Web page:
The more steps a dog takes on a mat that brushes their feet as they walk, the cleaner their feet will be. The walking dog creates a brushing action with every step. When bristles touch the dirt and debris stuck to their paws, it is loosened and removed. This material can then be trapped in the mat base and does not get carried into the house. Note: The depth of brushing action of a mat is limited to the length of the bristles or fabric fibers. Short bristles will only remove debris that is a short distance (the length of the bristles), up the dog’s paws.
The more steps a dog takes on a mat that is highly absorbent, the more water is removed from their feet. When water is removed from the paws, there are less mold spores, bacteria and pollen carried by the water into the house.
In summary, we say that wet dog paws can be properly dried, on the bottom of the paws, when the dog walks on a highly absorbent floor mat designed for drying dog paws. Physically cleaning or removing mud and debris from a dog's paws is quite a different challenge with current floor mats and paw cleaning technology. What to look For when buying a paw drying mat:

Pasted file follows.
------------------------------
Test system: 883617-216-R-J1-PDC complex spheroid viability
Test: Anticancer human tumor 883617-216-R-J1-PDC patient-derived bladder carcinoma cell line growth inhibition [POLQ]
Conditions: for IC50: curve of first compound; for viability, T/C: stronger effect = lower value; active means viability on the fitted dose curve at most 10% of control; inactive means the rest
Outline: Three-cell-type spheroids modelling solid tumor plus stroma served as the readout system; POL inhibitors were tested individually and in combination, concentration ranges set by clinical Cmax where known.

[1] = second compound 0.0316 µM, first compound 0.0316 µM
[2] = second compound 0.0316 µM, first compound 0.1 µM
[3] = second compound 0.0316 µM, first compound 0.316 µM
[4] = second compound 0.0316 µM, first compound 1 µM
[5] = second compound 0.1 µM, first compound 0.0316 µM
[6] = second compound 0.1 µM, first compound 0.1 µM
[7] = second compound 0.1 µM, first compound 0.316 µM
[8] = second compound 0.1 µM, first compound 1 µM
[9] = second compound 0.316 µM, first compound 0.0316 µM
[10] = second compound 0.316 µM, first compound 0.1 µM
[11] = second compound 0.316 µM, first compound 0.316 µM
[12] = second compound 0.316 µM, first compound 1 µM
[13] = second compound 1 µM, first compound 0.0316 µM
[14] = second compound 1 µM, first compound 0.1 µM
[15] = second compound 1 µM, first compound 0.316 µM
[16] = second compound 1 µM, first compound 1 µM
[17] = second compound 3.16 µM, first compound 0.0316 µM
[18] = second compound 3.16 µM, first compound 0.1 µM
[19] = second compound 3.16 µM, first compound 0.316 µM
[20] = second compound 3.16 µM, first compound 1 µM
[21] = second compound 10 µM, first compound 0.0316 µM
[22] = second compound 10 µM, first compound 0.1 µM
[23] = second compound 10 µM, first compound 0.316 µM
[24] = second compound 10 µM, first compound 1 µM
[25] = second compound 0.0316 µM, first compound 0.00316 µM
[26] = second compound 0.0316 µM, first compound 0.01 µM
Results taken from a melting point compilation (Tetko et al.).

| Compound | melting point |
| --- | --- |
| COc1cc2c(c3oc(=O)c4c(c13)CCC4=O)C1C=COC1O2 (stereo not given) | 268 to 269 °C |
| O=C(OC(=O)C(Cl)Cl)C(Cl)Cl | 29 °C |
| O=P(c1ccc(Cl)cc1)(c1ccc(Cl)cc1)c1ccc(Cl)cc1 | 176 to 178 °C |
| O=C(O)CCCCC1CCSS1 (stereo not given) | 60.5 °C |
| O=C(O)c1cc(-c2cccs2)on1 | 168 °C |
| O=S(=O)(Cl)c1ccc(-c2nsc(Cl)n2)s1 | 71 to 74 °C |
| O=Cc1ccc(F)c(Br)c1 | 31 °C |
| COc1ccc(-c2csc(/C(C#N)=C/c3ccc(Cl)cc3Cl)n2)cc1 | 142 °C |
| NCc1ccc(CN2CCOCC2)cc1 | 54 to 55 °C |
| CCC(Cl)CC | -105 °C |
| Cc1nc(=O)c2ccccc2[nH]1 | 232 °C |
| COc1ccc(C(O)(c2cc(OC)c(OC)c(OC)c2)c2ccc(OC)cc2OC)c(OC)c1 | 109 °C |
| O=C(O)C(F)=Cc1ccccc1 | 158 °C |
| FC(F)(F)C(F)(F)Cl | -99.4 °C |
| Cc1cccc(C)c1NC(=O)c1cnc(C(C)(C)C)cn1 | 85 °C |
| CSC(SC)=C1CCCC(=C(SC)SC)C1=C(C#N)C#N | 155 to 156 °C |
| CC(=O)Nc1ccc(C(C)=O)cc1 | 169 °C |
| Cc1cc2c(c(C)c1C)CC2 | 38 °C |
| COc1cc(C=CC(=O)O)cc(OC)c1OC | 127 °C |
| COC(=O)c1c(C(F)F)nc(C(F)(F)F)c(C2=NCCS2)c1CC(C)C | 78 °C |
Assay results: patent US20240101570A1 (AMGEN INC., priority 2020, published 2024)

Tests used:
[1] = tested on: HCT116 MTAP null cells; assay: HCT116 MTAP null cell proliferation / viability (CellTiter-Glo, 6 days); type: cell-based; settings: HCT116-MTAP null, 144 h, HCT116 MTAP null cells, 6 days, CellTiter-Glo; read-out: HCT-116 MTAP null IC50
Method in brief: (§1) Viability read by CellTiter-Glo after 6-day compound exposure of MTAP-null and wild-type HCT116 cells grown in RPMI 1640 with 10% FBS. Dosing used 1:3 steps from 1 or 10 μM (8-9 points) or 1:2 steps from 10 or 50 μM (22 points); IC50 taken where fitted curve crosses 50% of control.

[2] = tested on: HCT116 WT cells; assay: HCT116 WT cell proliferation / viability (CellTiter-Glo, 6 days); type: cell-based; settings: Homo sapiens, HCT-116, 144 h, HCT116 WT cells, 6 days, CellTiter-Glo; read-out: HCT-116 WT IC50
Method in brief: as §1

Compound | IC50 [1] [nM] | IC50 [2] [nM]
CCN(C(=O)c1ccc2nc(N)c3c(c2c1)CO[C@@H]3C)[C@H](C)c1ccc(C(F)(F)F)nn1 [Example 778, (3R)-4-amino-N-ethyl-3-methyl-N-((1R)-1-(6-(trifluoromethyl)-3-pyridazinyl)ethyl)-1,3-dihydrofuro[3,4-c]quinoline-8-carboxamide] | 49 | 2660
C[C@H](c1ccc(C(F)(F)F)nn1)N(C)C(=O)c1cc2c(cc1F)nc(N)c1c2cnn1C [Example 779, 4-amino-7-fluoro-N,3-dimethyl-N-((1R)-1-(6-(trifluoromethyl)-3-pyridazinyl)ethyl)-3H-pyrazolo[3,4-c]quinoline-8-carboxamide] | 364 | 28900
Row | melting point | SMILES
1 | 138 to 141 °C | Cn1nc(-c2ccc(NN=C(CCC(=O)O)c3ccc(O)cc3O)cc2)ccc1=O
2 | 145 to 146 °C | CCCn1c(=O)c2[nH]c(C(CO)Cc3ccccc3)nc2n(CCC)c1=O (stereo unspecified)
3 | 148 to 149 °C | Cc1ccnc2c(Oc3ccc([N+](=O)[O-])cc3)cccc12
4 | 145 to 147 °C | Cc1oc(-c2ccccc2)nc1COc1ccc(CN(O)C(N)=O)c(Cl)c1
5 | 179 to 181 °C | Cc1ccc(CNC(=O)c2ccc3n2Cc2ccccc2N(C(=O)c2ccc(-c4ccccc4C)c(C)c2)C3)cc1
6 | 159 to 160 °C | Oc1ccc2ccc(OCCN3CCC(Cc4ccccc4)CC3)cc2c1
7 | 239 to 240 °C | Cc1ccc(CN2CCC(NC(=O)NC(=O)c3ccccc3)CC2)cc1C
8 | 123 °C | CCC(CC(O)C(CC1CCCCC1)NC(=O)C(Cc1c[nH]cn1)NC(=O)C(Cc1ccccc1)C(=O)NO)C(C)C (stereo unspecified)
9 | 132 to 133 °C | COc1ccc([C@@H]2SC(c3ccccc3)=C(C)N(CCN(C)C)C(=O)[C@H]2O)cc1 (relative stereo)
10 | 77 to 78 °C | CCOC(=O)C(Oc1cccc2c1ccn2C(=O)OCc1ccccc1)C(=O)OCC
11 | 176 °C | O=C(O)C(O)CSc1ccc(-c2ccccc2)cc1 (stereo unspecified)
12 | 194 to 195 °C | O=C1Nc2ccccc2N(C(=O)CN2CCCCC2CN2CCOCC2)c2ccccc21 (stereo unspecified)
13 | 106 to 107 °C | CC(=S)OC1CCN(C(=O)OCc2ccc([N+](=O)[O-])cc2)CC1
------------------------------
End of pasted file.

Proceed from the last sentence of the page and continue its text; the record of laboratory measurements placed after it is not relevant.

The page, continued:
Mats made with Absorbing materials - research shows that the most absorbent mats are made of wood fiber materials and some are even disposable
Mats that have features that work like a brush to loosen and remove yard materials stuck to your dog’s feet. Paw drying and paw cleaning capabilities like removing mud and debris are generally separate functions and not found in the same mat.